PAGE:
solemnity


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solemnity

Law a formality necessary to validate a deed, act, contract, etc.
References in classic literature ?
Franklin, with equal solemnity, "I'm convinced at last." He shook hands with me--and I felt that I had converted him.
Perhaps because of the pervading solemnity. There's nothing more solemn on earth than a dance of trained dogs.
The weariness of solemnity. But he preserved an unflinching, endorsing, gravity of expression.
No amount of solemnity could make such a statement other than bizarre.
This was the discomfiture of solemnity. My interest of course was revived.
Lydia gaped as he opened the volume, and before he had, with very monotonous solemnity, read three pages, she interrupted him with:
The father, in occasional conversation with one and another, appeared to be avoiding the subject with the usual self-conscious solemnity, and occasionally he looked, somewhat anxiously, I thought, towards the church door.
It was the May truss, which the clerks of the clerks' law court had deposited that morning at the door of a president of the parliament, in honor of the solemnity of the day.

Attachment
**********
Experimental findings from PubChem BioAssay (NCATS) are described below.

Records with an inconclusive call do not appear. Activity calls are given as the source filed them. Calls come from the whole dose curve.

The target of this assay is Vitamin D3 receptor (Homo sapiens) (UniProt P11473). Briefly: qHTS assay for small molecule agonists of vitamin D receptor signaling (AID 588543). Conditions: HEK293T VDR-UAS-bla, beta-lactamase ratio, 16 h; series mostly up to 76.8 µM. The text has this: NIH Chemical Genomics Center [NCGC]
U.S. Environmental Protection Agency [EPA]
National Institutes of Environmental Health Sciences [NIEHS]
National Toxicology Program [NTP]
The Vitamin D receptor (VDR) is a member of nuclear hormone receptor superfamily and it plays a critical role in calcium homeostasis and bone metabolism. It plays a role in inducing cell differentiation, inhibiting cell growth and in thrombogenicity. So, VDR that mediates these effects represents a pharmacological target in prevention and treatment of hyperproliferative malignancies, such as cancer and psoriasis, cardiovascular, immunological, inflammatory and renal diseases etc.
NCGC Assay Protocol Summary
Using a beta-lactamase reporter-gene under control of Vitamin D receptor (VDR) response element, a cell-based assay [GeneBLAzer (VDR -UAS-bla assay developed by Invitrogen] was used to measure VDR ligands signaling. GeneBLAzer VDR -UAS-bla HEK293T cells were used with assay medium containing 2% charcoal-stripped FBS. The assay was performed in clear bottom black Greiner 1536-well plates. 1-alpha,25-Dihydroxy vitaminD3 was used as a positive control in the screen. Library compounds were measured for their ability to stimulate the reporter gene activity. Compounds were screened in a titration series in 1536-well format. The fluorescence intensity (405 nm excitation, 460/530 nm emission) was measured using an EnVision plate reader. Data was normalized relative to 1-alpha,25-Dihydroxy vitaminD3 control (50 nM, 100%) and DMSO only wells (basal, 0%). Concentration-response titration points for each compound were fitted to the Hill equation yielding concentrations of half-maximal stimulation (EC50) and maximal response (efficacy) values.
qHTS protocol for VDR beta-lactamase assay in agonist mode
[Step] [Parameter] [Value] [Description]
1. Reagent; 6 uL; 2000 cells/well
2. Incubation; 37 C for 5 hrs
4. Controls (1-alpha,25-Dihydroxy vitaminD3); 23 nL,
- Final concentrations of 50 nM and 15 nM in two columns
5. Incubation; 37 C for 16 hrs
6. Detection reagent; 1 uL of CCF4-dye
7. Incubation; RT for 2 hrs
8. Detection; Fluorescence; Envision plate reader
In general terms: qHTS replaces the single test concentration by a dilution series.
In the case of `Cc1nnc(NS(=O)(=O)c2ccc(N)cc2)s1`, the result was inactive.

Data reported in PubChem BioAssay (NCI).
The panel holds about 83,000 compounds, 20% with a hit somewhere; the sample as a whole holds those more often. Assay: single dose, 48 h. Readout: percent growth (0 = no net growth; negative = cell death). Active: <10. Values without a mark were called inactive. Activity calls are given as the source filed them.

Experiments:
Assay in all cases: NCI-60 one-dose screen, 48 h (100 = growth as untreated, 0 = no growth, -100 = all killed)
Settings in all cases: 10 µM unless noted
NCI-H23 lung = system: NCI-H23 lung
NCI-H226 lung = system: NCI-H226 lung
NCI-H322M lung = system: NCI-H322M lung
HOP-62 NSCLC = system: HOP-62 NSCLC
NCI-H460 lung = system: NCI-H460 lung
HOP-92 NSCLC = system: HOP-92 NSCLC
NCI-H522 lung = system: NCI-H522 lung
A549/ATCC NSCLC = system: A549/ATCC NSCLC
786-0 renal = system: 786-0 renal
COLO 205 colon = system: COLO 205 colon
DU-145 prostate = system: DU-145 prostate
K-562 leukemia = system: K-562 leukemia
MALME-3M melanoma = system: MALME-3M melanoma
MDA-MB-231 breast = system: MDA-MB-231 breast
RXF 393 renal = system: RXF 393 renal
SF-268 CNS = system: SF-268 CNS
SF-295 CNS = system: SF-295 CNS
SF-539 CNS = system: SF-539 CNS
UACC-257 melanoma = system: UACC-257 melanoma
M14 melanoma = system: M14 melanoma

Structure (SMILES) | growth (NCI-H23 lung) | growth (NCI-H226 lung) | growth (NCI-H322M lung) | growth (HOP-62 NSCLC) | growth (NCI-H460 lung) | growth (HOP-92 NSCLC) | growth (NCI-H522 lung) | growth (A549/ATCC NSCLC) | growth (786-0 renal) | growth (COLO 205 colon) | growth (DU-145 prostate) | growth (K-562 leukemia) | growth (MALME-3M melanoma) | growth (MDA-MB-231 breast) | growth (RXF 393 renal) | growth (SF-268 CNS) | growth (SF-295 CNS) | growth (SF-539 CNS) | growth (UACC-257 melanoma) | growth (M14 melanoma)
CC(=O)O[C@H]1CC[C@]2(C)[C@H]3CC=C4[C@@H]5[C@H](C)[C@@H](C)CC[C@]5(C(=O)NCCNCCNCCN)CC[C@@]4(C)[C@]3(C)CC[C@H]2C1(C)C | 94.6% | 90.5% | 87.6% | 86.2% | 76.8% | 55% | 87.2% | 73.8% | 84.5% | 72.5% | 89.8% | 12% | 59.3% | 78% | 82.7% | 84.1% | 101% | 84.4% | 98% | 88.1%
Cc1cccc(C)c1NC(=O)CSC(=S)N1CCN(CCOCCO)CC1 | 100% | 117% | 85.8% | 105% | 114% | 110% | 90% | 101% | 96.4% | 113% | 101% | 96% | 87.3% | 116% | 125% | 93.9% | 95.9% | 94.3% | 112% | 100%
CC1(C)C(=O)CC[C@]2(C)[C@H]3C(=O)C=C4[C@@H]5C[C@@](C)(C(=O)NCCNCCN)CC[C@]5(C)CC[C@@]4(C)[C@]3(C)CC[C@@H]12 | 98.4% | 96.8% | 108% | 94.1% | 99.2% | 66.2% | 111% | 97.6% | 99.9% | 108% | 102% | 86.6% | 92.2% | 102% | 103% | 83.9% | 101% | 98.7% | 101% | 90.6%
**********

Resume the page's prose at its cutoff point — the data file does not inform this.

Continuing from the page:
We slipped out of the house noiselessly and found ourselves in the unutterable solemnity and strangeness of a dark night.
With each the question is what the writer has done with his opportunity; and each answers the question for itself in words which, if I may say so without undue solemnity, were written with a conscientious regard for the truth of my own sensations.
On June 23 we will mark the Solemnity of the Most Sacred Heart of Jesus.
One still sees some old-timers in the pews each week who have not cottoned on nearly 40 years later and clearly never will; deliberately abjuring the 'kiss' as an unwarranted break in the solemnity of their observances.